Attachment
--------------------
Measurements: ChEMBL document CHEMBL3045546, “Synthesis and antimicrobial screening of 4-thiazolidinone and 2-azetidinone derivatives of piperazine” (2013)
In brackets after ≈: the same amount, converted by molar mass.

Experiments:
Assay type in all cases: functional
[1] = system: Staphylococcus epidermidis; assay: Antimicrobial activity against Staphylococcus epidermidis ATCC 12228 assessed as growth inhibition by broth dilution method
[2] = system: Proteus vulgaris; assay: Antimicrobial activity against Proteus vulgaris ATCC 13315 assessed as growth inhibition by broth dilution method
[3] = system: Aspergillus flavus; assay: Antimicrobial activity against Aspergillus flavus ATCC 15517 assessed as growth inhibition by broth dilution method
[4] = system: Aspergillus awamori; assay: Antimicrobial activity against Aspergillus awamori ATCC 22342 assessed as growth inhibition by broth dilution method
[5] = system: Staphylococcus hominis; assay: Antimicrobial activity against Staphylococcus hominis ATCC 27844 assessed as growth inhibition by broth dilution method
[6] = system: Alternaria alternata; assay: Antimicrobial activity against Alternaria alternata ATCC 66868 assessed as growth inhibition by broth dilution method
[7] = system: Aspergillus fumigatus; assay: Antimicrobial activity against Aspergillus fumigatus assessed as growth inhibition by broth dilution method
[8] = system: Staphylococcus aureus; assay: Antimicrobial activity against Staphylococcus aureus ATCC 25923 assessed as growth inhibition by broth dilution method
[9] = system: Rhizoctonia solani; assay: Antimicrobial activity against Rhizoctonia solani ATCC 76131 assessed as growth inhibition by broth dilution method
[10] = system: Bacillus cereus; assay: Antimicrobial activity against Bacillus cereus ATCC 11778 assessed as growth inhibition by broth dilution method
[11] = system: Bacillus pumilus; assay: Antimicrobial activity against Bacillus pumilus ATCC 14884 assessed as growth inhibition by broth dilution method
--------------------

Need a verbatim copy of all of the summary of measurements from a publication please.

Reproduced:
Measurements: ChEMBL document CHEMBL3045546, “Synthesis and antimicrobial screening of 4-thiazolidinone and 2-azetidinone derivatives of piperazine” (2013)
In brackets after ≈: the same amount, converted by molar mass.

Experiments:
Assay type in all cases: functional
[1] = system: Staphylococcus epidermidis; assay: Antimicrobial activity against Staphylococcus epidermidis ATCC 12228 assessed as growth inhibition by broth dilution method
[2] = system: Proteus vulgaris; assay: Antimicrobial activity against Proteus vulgaris ATCC 13315 assessed as growth inhibition by broth dilution method
[3] = system: Aspergillus flavus; assay: Antimicrobial activity against Aspergillus flavus ATCC 15517 assessed as growth inhibition by broth dilution method
[4] = system: Aspergillus awamori; assay: Antimicrobial activity against Aspergillus awamori ATCC 22342 assessed as growth inhibition by broth dilution method
[5] = system: Staphylococcus hominis; assay: Antimicrobial activity against Staphylococcus hominis ATCC 27844 assessed as growth inhibition by broth dilution method
[6] = system: Alternaria alternata; assay: Antimicrobial activity against Alternaria alternata ATCC 66868 assessed as growth inhibition by broth dilution method
[7] = system: Aspergillus fumigatus; assay: Antimicrobial activity against Aspergillus fumigatus assessed as growth inhibition by broth dilution method
[8] = system: Staphylococcus aureus; assay: Antimicrobial activity against Staphylococcus aureus ATCC 25923 assessed as growth inhibition by broth dilution method
[9] = system: Rhizoctonia solani; assay: Antimicrobial activity against Rhizoctonia solani ATCC 76131 assessed as growth inhibition by broth dilution method
[10] = system: Bacillus cereus; assay: Antimicrobial activity against Bacillus cereus ATCC 11778 assessed as growth inhibition by broth dilution method
[11] = system: Bacillus pumilus; assay: Antimicrobial activity against Bacillus pumilus ATCC 14884 assessed as growth inhibition by broth dilution method